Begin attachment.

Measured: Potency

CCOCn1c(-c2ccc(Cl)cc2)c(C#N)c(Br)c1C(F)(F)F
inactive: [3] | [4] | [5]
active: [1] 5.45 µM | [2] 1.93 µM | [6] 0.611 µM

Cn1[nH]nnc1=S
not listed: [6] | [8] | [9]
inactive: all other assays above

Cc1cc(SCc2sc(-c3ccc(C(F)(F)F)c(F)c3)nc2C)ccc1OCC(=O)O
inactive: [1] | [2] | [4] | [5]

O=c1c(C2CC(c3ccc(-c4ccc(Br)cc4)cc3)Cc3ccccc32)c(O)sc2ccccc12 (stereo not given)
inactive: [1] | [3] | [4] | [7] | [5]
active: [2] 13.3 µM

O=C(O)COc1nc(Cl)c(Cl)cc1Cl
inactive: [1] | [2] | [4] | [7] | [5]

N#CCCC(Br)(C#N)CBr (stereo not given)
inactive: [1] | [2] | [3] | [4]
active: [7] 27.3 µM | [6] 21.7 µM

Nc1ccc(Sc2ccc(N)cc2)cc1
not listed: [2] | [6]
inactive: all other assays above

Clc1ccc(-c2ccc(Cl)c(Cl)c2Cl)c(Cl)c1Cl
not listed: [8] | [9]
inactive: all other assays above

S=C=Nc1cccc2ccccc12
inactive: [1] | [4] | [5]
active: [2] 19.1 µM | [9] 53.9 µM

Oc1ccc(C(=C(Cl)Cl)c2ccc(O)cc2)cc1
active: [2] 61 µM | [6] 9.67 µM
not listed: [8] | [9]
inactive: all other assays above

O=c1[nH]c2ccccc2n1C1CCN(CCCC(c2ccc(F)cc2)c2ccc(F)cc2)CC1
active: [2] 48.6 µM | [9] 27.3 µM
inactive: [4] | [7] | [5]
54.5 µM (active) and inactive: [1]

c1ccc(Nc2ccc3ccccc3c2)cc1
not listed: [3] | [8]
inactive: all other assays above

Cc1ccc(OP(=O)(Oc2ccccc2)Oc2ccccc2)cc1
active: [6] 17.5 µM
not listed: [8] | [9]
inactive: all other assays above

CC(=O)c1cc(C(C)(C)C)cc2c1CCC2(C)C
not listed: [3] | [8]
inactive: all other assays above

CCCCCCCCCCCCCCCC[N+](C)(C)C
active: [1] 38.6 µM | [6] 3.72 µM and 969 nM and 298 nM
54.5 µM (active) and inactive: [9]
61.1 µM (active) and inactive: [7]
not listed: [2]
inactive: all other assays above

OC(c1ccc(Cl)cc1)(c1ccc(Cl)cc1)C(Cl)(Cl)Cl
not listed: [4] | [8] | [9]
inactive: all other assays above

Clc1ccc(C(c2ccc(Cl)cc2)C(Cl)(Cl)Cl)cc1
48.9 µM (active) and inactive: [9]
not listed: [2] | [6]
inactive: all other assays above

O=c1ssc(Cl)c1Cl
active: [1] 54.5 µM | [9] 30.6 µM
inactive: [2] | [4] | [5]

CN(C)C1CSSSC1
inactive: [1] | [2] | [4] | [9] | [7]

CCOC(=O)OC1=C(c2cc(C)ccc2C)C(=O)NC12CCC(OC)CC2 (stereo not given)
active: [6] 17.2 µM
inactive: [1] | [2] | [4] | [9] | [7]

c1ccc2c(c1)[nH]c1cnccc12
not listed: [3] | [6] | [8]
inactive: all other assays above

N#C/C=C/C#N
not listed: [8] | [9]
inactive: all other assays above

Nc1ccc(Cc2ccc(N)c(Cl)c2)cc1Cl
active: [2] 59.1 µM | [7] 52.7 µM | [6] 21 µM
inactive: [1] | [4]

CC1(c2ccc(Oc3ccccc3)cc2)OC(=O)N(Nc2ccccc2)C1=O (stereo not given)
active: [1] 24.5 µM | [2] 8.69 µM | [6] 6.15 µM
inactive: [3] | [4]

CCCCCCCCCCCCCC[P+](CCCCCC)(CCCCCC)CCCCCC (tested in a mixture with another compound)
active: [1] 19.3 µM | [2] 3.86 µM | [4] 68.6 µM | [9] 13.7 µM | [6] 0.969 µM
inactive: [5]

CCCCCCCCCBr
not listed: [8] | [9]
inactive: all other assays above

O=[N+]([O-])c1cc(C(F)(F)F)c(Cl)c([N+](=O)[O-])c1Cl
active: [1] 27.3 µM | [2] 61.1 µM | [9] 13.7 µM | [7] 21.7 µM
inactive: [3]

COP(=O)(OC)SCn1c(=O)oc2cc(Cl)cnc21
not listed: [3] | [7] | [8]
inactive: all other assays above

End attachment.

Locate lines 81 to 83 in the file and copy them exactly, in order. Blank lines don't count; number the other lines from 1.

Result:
CCCCCCCCCBr
not listed: [8] | [9]
inactive: all other assays above